Tuesday, August 16, 2016

A Brief History Of Kansas




 Kansas became the 34th state in the US on January 29th 1861. The Kansas-Nebraska Act of 1854 had opened both areas to settlement and allowed settlers to decide whether the two states would be “free” or “slave” causing both North and South to go into competition with each other to send the most settlers.

As may be imagined, this soon led to violence, to the extent that Kansas became known as “Bleeding Kansas”. Today, nicknames for Kansas are Sunflower State, Jayhawk State, and Wheat State, the latter a result of the huge tracts of the state devoted to wheat growing. Sumner County produced 9 million bushels of wheat in 2009. Corn, sorghum and soy beans are also grown. The name “Jayhawk” was originally given to looters during the unrest when North and South were both sending settlers in the 1850’s, although some think it was the name given to anti-slavery fighters in the Civil War.


The Most Fatal Casualties

During the American Civil War, from 1861 – 1865, Kansas had more fatal casualties than any other State in the Union. In 1866 the 7th Cavalry was established at Fort Riley under General Custer, who in June 1876 led the regiment at the Battle of Little Bighorn. The fort had been established in 1853 near the Kansas river to protect trade and settlers along the Oregon and Santa Fe Trails.

The motto on the State flag – Ad Astra Per Aspera – means “to the stars through difficulties”.

Kansas is also known for the major military installation at Fort Leavenworth, for jazz, and as the setting for The Wizard of Oz. The State covers some 82,000 square miles and has a total population of approximately 2.9 million. In the last twelve months, Kansas has had a total of 1,744 earthquakes of magnitude 1.5 or more, mostly at depths between 4 km and 6 km.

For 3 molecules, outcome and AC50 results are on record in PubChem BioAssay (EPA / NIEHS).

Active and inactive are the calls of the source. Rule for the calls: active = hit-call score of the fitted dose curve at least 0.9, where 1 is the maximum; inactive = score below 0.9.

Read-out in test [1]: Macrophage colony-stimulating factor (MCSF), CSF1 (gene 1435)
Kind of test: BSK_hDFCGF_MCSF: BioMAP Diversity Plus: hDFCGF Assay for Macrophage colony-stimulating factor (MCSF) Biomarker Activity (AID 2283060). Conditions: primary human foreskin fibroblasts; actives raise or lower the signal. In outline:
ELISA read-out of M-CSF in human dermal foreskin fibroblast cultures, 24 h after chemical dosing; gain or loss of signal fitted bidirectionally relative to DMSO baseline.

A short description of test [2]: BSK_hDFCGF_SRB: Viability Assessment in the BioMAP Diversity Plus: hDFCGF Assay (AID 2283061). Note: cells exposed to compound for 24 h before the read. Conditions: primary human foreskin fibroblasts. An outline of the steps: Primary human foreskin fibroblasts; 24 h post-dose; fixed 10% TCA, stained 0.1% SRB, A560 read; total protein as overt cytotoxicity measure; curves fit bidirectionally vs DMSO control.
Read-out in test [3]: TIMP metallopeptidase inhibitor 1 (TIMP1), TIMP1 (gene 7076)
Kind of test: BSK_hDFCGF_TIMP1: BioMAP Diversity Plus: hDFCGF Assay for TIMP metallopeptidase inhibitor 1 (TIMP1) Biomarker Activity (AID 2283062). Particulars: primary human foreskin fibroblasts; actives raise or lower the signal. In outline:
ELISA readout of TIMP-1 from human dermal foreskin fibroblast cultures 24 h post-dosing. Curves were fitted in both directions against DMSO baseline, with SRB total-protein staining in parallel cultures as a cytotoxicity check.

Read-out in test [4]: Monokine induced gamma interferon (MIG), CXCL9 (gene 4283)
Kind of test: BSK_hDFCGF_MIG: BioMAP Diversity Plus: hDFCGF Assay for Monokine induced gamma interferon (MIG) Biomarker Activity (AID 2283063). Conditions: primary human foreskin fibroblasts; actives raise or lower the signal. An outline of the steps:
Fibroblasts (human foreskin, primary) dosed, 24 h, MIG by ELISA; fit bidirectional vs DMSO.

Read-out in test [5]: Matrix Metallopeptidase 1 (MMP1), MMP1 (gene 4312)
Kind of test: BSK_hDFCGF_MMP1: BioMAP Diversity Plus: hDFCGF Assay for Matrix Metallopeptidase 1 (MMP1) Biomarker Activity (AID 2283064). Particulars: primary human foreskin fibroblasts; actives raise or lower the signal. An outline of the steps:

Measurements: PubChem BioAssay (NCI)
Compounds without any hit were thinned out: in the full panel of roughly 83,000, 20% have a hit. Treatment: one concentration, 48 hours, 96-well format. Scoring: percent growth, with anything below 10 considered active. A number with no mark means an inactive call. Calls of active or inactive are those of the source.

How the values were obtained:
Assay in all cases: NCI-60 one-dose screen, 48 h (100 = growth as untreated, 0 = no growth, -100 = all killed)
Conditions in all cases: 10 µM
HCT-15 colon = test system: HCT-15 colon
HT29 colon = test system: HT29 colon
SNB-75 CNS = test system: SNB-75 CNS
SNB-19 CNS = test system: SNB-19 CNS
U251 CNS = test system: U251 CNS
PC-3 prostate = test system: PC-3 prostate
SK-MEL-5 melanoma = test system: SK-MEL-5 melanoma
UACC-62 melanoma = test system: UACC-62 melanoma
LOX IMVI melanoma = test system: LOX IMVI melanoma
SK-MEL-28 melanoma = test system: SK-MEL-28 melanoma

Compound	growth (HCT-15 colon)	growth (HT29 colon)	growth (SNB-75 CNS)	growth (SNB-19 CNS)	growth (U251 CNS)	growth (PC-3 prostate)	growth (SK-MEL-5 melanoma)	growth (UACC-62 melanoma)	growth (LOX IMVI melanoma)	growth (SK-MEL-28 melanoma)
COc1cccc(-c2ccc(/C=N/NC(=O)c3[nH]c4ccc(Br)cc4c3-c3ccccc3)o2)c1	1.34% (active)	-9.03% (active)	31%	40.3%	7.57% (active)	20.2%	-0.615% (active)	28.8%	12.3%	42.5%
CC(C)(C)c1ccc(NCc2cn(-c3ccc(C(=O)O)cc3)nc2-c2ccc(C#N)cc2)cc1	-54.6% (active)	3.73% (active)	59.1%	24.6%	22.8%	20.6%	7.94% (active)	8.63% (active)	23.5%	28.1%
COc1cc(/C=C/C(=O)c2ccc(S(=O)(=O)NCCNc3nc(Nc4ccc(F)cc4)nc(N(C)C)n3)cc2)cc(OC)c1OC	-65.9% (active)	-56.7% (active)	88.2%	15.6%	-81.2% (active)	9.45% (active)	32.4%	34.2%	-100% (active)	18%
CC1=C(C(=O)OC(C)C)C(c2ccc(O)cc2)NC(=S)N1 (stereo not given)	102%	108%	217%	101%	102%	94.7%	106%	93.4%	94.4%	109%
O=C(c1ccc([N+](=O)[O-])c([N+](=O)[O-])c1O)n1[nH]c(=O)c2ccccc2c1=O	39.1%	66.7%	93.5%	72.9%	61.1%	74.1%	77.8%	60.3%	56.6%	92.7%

The largest city in Kansas is Wichita, with a population of 600,000, and is a major aircraft manufacturing center. Up-river from Wichita is the city of Hutchinson which is home to the Kansas Cosmosphere and Space Center, Prairie Dunes Country Club, and the Kansas State Fair.


Summers Are Very Hot

Summers in Kansas are often very hot indeed with some areas having temperatures of over 100º during June, July, and August, but in the eastern two thirds of the State the winters can be cold. However, the western part of the state receives Chinook winds in the winter which can keep the temperature up to 80º.

The legal age for drinking in Kansas is 21, but the state still has 29 dry counties, while only 17 counties have enacted liquor-by-the-drink laws which enable alcoholic drinks to be sold with no food purchase requirement.